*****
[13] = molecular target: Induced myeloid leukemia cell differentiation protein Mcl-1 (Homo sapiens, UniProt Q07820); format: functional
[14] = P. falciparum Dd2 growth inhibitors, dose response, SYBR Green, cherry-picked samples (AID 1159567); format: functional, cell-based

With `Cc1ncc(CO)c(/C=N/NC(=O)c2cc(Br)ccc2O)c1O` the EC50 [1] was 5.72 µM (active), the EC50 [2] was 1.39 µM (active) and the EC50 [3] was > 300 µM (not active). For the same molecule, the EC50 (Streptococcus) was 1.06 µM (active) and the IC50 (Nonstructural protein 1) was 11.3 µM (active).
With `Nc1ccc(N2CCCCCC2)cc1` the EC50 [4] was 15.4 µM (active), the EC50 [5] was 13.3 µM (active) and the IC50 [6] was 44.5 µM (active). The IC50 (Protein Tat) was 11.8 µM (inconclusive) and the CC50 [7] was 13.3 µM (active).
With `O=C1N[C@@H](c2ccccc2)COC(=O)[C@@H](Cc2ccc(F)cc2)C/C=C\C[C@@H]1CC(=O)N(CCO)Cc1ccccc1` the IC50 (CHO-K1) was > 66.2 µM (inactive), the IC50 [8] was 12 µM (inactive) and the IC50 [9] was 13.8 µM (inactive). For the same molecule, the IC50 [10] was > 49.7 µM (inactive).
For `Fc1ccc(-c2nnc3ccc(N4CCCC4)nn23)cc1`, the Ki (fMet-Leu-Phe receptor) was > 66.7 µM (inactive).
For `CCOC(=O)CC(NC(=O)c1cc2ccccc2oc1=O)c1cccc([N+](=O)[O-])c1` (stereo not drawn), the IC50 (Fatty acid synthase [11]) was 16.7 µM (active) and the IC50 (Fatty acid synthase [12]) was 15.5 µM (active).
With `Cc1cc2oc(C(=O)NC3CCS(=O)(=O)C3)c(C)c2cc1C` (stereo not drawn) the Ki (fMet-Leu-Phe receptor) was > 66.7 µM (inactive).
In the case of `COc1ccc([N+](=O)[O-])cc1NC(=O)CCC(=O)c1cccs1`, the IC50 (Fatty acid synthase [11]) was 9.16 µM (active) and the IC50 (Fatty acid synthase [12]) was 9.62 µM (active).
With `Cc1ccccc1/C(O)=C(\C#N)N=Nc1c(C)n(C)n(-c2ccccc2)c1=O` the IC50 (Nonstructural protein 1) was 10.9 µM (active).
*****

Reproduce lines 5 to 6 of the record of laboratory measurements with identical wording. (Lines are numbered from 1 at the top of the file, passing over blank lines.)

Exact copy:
With `O=C1N[C@@H](c2ccccc2)COC(=O)[C@@H](Cc2ccc(F)cc2)C/C=C\C[C@@H]1CC(=O)N(CCO)Cc1ccccc1` the IC50 (CHO-K1) was > 66.2 µM (inactive), the IC50 [8] was 12 µM (inactive) and the IC50 [9] was 13.8 µM (inactive). For the same molecule, the IC50 [10] was > 49.7 µM (inactive).
For `Fc1ccc(-c2nnc3ccc(N4CCCC4)nn23)cc1`, the Ki (fMet-Leu-Phe receptor) was > 66.7 µM (inactive).